In a significant move, China has dispatched a special envoy to Sri Lanka, where major Chinese investments are being reviewed since a Beijing-friendly president was ousted from power in January and a recent parliamentary election reinstated a national unity government seeking a more neutral foreign policy.
The South China Morning Post has learnt that Beijing has appointed Vice-Minister of Foreign Affairs Liu Zhenmin as the first special envoy for the strategically located Indian Ocean nation since the parliamentary elections in August. His visit comes on the heels of back-to-back trips by the newly elected prime minister, Ranil Wickremesinghe, to India and Japan.
With extensive experience as an envoy to the United Nations, Liu has visited Sri Lanka several times, including once last year.
The UN recently passed a major resolution on war crimes during the final years of the civil war between Colombo and Tamil rebels.
“The purpose of the special envoy’s trip is to congratulate the prime minister and probably invite him to undertake a China trip, now that he has visited Japan and India,” a Sri Lankan official said.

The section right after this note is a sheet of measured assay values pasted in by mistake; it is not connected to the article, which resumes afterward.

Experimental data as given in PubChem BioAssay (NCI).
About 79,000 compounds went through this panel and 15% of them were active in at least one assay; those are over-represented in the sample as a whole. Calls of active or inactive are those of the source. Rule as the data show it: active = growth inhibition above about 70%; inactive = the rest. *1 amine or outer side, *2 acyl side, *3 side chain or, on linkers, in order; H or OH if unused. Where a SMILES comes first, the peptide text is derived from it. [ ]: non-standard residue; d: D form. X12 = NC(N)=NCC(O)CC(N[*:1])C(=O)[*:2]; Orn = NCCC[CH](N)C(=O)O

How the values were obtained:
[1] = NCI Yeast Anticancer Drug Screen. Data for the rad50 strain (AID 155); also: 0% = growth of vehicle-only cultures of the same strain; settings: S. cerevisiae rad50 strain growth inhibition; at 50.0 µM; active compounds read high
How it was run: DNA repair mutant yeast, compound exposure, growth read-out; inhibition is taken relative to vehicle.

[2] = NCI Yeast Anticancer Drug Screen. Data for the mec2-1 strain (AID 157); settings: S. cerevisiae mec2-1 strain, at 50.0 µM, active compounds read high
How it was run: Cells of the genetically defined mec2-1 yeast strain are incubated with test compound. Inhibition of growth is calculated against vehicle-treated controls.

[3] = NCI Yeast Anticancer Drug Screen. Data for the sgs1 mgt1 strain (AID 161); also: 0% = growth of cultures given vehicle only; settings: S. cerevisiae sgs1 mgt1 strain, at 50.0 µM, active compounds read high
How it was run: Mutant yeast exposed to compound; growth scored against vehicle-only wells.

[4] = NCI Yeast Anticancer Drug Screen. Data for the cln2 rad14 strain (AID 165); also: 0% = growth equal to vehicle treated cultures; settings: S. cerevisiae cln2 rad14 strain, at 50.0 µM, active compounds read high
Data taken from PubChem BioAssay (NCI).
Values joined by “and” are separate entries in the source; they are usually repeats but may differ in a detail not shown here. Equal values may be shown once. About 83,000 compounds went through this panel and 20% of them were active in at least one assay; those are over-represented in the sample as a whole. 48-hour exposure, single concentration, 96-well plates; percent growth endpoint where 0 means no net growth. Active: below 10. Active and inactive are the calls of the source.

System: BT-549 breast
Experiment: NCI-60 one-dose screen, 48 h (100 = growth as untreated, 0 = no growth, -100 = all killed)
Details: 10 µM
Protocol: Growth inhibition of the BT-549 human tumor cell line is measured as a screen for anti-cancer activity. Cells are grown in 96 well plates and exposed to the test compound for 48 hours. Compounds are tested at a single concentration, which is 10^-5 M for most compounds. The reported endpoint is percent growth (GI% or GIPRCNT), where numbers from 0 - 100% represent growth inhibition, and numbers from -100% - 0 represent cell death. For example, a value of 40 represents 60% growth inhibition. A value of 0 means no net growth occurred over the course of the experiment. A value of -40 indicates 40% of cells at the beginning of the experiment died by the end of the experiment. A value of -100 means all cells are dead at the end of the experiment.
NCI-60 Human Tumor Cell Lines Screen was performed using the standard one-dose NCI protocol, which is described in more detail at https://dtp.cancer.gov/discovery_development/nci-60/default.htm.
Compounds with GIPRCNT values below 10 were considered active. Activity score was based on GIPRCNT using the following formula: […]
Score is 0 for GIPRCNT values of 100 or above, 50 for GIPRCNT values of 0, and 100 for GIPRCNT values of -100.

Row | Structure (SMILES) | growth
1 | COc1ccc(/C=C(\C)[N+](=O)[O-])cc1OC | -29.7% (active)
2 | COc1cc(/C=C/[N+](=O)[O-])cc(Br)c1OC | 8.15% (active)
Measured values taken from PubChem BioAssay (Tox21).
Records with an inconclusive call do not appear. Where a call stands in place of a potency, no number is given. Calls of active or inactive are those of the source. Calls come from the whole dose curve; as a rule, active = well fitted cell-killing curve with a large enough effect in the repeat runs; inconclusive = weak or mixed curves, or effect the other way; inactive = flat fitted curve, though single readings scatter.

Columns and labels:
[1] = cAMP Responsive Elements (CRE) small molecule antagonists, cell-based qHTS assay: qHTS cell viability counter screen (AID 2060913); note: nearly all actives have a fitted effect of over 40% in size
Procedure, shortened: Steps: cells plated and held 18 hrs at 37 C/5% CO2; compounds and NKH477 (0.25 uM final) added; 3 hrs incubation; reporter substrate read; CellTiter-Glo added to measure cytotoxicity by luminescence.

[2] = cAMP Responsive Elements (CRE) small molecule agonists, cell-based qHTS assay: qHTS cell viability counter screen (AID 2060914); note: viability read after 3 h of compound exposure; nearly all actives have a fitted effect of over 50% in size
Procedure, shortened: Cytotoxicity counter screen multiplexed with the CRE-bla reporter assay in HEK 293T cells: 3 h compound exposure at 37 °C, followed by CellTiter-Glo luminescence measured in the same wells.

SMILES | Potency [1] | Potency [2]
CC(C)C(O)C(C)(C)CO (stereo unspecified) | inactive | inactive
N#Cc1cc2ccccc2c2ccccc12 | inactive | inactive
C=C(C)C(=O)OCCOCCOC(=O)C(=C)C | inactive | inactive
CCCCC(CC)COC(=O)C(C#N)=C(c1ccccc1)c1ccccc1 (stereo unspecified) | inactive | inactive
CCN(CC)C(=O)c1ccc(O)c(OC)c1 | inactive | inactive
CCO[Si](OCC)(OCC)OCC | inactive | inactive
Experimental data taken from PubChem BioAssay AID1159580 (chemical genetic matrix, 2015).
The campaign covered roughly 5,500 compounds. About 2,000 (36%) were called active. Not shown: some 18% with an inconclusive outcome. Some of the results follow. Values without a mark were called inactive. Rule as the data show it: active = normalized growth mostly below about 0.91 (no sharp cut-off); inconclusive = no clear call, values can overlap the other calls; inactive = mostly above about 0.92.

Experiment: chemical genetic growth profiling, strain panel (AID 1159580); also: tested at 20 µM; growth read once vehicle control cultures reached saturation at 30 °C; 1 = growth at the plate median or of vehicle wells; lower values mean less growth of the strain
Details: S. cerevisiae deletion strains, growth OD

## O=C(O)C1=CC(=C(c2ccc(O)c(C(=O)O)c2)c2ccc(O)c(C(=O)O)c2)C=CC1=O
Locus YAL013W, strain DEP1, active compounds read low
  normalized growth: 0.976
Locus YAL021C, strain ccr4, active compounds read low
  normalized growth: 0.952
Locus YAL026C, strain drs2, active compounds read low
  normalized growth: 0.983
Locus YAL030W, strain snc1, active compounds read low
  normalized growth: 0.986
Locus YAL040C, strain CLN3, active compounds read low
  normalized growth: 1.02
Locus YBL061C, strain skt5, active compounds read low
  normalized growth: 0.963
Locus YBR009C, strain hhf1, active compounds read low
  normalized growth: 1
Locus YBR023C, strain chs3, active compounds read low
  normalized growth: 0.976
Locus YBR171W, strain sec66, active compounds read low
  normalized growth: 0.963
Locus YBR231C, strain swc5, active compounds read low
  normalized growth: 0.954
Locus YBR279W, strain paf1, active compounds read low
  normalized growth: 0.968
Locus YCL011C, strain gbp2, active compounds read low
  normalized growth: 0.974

“There has been no high-level interaction between China and Sri Lanka since the August elections. The US, on the other hand, sent two assistant secretaries of state just days after the election. There have also been high-level interactions on the just-concluded UN General Assembly, apart from the prime minister’s visit to Delhi and Tokyo.”
China pumped billions of dollars into infrastructure projects in Sri Lanka during the corruption-tainted presidency of Mahinda Rajapaksa. The new government alleges these projects were contracted out on unequal terms favouring Chinese companies. Nearly 70 per cent of the infrastructure projects in the country in the past six years have been funded by China and built by Chinese companies.
The most controversial is Colombo Port City, a real estate reclamation project the size of Monaco. The US$1.4 billion project, which would have been the biggest foreign direct investment in Sri Lanka, was shelved after Rajapaksa lost power.
Inaugurated by President Xi Jinping in September and financed by state-controlled and Hong Kong-listed China Communications Construction Co (CCCC), the stalled project has become a bone of contention between Sri Lanka and China, which sees it as a barometer of Colombo’s commitment to maintaining good relations. ( South China Morning Post)